'Rabbit Hole' (UK Release: 4 Feb '11)
Director: Jonathan Cameron Mitchell
Cast: Nicole Kidman, Aaron Eckhart, Dianne West, Miles Turner
If you were at the 5pm screening of 'Rabbit Hole' in Islington on Sunday 6th February 2011, you may have heard me gasp several times, mumble "oh no", and then start, openly, to cry. If you weren't - please accept that as partial explanation of why this review goes a little over the top. Frankly, I found the film so painful to watch, and so moving, that I've spent quite a long time since I saw it trying to figure out how it worked and what it did to me.
I believe other reviews are available which express delight that Nicole Kidman has regained the use of her face and tip her heavily to win the Grand-High-Crying-Jesus-Figurine-for-most-miserabilist-lady-in-film; Peter Bradshaw did one for The Guardian which showed, delightfully, that he hadn't seen the film. So you can always read those, if this gets too much.
The question of what is too much, what feelings can't be tolerated, how much a drama should expect an audience to put up with and what feelings we should be left with are very much the point of this film. As I see it, there are two main strands at work here. The first strand comes mainly from the script, and it's about inappropriate feelings around loss. Kidman and Aaron Eckhart, play Becca and Howard, a married couple who have lost their four-year old son. He ran out of their house after their dog. One of them, they're no longer sure which, left the gate open, and he was hit by a car, and killed.
Becca and Howie's loss isn't numbing, it's weightless. Now they go to group therapy, where they get to hear devoutly religious people talk about God's plan and the extra angel of their dead child, or about “rage day” - the day of the week when members of the group are allowed to express and own their fury. None of which works too well for either Becca or Howie - Becca shouts at the religious people and Howie winds up smoking pot and giggling at “rage day” and then hanging out in amusement arcades with Gabby (Sandra Oh).
In the meantime, Becca very carefully and obsessively follows Jason, a guilt-ridden kid of seventeen (Miles Teller). Because the book he leaves behind at the library is about parallel worlds, I thought this was going to be a fantastical dramatisation-come-cop out where Jason turns out to be her lost child from another universe. He isn't. Peter Bradshaw thought the relationship between Becca and Jason was a sub-'American Beauty' infatuation – which was how I knew that he hadn't seen the film. The scenes between Becca and Jason are set in in a calm park and are sad quiet marvels, where she says gentle and maternal things to him and he does his best.
This strand of the film is pretty good, as a tragicomedy of manners. Dianne West is astonishing, as Becca's mother who keeps wanting to make comparisons between the death of her son and Becca's loss – and, in one delirious scene in a bowling alley, with the Kennedy dynasty. She's religious too and gets to deliver a monologue which probably clinched the Pulitzer prize back when 'Rabbit Hole' was a play.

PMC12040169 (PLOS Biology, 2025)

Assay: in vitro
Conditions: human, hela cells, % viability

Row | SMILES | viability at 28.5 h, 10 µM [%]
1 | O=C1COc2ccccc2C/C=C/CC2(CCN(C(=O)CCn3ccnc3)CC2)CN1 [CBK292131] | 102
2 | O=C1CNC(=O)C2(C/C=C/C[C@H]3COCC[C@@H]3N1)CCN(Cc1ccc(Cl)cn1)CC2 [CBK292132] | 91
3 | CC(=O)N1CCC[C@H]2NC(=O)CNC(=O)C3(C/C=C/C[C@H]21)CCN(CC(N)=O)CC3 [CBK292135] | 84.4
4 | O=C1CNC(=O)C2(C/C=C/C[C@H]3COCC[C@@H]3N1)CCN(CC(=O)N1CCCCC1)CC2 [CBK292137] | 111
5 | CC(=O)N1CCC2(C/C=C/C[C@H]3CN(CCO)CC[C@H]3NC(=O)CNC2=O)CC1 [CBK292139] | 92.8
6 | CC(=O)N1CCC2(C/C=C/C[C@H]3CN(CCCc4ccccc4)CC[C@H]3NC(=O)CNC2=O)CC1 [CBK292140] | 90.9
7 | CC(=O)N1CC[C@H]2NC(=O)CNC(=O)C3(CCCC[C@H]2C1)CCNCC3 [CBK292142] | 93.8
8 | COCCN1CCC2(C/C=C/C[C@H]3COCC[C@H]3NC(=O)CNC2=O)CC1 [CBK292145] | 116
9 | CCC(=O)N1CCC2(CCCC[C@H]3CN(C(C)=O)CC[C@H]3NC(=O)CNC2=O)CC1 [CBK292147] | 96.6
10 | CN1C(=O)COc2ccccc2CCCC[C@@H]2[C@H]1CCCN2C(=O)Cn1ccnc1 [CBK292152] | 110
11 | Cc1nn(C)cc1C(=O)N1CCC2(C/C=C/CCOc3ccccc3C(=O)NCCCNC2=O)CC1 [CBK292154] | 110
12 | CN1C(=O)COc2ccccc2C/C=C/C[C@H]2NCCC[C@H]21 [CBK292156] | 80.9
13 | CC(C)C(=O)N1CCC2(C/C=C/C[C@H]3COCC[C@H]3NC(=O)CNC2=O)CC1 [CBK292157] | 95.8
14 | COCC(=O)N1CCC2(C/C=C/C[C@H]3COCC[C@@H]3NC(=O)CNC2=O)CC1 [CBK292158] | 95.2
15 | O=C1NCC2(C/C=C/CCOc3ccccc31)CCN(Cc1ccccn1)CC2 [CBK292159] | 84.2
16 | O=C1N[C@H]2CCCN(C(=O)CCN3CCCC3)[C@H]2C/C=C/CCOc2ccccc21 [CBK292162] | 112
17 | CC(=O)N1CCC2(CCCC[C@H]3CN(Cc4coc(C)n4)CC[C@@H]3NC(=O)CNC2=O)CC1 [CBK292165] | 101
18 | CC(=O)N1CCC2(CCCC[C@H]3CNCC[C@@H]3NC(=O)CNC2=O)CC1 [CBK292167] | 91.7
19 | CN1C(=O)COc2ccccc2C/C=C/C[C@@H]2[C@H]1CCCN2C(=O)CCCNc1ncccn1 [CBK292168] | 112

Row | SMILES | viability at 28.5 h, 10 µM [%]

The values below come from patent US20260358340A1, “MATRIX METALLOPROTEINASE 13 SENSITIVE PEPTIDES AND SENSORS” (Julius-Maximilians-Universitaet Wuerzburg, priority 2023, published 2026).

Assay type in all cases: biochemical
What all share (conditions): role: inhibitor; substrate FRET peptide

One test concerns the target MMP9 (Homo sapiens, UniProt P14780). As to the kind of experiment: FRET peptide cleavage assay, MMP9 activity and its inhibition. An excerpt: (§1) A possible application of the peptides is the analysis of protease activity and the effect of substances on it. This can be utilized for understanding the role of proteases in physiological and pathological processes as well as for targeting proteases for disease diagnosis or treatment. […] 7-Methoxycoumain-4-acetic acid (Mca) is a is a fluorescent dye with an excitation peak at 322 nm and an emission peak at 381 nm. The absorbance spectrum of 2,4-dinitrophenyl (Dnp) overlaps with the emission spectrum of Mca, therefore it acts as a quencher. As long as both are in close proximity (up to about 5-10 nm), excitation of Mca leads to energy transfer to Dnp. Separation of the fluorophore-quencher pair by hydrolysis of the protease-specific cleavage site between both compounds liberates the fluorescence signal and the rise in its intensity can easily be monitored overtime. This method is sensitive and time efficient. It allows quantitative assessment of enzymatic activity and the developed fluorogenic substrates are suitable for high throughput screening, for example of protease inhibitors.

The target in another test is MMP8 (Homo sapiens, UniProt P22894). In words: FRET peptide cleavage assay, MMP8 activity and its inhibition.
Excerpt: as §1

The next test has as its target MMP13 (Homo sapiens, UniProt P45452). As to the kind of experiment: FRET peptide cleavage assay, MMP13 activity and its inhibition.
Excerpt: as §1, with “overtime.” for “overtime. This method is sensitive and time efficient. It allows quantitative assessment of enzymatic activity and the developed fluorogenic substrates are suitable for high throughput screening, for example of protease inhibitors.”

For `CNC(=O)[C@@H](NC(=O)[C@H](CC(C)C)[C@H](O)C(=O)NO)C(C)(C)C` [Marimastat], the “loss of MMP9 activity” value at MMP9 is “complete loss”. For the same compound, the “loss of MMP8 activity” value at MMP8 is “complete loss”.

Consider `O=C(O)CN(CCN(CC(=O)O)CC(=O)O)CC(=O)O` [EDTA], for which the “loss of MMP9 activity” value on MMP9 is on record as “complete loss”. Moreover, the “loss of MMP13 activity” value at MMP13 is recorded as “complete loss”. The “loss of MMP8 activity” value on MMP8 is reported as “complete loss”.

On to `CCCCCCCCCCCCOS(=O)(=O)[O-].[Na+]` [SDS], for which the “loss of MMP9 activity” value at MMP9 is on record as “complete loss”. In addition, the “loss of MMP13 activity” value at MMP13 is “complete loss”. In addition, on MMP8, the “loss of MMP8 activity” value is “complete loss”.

Emotional inappropriateness has a comic dimension, too - Becca tries to give her son's clothes away to her pregnant sister who looks at her like she's a bad poison-needle wielding fairy; Howie gives perhaps the worst real-estate presentation to a young couple who come to their open house. Eckhart's face contorts in innocent bewilderment after he's shouted at Jason and Becca calls him an asshole, and he mouths "I'm an asshole", without yet knowing what that means.
But it's the other strand which transforms 'Rabbit Hole', the side which comes from its director, Jonathan Cameron Mitchell. The direction of 'Rabbit Hole' repeatedly denies us the fatalistic satisfaction of things turning out the way we expect them to. Scenes are shot in the style of a melodrama or action movie, but are drained, underplayed, allowed to tail off. You expect closure to come but it doesn't.
For the first few minutes, this means that the scenes seem to lack any momentum at all. By the end, it means our two leads are being filmed driving exactly as though they're going to crash into each other all the signifiers, fidgeting, distraction, fumbling with mobile phones and such-like present and correct – and right up at the end as Howie races around the house and fails to find Becca, it is filmed as though this is a horror film and he's about to find her corpse. Because in films we don't generally follow a person blundering around for so long and so intensely, with such panic, unless there is something devastating but definite at the end of it.
'Rabbit Hole' is a film about the turbulence of grief, how shameful and embarrassing loss can be. It refuses obvious kinds of catharsis in favour of extravagant humour and wild sadness. As the film goes on the mad wealth of the world – kindness, anger, love, protectiveness, and silliness; books of strange ideas barbecue parties and toys that talk – all come back to the characters, and they don't know what they should make of what hasn't disappeared.
The refusal to repress the bright and generous feelings, to let grief be led or flattening lends the film as it goes on a bemused kind of grace. And, for this bawling viewer at least, it is what makes 'Rabbit Hole' the painful masterpiece which it so clearly is.
'Rabbit Hole' is on wide release throughout UK cinemas now.